Universities accused of social engineering

UK universities have been accused of social engineering after drawing up admissions schemes that favour applicants from poorer backgrounds. Four institutions – Edinburgh, Leeds, Bristol and Birmingham – have devised systems that boost the grades of applicants from low-income homes, writes Daniel Martin for Daily Mail.

In some cases, this can see a disadvantaged applicant with three Bs at A level winning a place over a privately educated applicant with three A*s. Critics said the system could discriminate against middle-class children whose parents have sacrificed a lot to give them a good education.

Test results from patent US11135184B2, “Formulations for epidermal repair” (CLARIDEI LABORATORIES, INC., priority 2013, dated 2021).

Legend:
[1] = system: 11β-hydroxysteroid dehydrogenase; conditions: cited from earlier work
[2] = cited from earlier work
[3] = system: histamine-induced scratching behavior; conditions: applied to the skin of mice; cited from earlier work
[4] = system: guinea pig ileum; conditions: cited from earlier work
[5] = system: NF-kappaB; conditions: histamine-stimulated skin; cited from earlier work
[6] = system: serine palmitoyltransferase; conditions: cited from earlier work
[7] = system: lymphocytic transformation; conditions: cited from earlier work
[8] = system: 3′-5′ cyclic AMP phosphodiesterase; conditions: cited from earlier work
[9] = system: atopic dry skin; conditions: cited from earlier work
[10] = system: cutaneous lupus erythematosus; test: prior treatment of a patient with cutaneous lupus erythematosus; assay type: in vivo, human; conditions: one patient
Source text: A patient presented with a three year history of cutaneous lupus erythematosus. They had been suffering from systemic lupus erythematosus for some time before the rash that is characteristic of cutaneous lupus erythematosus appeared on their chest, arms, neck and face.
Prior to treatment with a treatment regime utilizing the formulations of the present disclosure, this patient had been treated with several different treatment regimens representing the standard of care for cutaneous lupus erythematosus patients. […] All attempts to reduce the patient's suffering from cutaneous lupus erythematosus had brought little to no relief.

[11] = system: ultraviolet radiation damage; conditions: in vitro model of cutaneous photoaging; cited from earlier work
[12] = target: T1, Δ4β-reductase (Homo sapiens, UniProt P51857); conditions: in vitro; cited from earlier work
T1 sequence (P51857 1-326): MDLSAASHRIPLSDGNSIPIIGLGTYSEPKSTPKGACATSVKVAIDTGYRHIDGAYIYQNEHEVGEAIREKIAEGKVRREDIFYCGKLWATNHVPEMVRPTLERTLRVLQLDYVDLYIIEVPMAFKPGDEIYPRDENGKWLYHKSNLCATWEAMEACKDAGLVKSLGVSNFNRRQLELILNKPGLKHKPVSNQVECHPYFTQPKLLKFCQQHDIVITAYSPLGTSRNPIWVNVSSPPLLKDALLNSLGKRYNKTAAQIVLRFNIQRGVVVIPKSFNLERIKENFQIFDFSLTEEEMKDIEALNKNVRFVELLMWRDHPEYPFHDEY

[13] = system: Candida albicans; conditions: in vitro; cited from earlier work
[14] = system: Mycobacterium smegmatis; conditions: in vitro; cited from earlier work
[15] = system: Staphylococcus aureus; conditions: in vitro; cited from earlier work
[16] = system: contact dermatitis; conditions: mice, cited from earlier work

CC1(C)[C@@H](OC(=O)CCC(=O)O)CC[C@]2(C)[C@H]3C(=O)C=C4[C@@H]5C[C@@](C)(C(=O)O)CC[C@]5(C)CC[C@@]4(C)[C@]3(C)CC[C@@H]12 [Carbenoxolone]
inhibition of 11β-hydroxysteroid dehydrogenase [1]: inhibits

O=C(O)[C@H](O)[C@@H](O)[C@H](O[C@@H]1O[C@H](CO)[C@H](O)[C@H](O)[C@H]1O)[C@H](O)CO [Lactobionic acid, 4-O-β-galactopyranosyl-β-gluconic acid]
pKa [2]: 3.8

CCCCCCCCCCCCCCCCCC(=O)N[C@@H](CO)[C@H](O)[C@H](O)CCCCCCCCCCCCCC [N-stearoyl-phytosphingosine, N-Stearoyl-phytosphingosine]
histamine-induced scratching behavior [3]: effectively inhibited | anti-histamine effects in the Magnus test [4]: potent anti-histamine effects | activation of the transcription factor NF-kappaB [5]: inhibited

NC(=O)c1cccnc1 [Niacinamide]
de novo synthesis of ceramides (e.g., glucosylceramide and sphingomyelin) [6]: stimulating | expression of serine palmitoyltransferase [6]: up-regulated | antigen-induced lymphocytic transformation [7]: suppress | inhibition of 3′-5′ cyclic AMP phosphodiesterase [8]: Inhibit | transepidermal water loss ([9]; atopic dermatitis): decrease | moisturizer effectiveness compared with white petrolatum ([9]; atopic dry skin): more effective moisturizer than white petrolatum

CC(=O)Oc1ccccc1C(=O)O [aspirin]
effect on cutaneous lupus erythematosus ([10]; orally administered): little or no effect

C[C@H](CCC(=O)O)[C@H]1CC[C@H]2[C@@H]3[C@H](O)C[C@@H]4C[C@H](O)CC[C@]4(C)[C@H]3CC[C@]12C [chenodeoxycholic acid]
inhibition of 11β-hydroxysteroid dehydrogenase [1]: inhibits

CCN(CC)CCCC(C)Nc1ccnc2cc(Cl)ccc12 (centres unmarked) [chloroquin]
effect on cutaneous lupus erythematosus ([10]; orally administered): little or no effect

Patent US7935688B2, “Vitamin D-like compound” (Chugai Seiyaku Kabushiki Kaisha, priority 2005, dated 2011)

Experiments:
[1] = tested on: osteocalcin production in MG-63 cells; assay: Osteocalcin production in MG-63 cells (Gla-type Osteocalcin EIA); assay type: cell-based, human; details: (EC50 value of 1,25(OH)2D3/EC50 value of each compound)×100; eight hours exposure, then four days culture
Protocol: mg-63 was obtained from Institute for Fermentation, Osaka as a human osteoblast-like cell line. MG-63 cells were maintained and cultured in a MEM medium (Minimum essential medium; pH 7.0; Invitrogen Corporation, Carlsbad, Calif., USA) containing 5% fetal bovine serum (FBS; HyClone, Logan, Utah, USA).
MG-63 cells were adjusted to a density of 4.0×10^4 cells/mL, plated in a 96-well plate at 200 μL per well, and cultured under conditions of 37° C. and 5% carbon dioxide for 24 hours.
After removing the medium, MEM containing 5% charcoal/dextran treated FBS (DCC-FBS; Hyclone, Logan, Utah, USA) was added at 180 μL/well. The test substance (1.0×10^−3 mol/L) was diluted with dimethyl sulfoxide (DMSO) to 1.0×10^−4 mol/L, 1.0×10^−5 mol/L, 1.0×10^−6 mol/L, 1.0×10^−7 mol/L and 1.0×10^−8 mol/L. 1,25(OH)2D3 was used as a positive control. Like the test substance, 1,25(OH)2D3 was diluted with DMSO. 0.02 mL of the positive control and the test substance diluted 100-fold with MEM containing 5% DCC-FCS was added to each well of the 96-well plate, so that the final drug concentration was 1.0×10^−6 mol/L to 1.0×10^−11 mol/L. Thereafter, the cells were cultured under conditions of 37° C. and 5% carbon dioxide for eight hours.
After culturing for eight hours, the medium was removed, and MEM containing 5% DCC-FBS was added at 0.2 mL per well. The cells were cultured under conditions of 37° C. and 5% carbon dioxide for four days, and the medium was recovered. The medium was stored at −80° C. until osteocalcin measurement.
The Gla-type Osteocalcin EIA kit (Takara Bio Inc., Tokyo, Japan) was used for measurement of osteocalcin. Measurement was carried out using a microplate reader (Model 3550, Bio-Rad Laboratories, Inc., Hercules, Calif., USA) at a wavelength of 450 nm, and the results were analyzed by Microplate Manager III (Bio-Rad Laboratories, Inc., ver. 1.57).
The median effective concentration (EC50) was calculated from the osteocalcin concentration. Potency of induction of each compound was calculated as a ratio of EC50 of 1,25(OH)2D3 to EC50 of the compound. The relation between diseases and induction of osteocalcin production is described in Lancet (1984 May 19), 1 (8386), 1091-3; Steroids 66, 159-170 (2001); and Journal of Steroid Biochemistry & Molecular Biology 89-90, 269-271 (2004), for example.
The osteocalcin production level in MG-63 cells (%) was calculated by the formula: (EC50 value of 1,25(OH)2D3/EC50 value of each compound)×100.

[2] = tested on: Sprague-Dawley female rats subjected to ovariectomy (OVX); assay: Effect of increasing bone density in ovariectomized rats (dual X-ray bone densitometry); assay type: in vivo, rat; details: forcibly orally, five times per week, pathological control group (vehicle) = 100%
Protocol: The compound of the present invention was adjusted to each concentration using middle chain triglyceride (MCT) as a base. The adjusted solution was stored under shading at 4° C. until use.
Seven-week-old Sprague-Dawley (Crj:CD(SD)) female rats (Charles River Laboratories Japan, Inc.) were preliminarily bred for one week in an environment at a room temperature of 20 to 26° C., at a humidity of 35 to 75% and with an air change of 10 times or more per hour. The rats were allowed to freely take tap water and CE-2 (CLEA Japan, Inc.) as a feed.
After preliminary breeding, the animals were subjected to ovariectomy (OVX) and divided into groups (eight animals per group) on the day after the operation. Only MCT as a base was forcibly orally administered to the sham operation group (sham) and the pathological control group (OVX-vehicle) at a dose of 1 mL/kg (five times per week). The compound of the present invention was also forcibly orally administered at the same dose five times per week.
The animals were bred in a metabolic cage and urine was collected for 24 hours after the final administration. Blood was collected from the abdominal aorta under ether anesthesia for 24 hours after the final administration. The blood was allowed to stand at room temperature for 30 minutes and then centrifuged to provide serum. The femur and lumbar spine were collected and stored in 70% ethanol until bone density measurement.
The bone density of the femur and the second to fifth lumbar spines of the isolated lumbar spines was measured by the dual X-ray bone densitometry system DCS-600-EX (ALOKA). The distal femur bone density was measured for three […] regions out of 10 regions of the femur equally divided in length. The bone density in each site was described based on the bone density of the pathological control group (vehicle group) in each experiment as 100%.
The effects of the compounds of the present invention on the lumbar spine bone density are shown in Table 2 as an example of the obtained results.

Ministers have previously urged universities to consider backgrounds – or “the contextual data” – when deciding whether to offer a place, and most do this on a case-by-case basis. But the latest plans are different – and more controversial – because they give each applicant a numerical score based partly on social background.
Full report on the Daily Mail site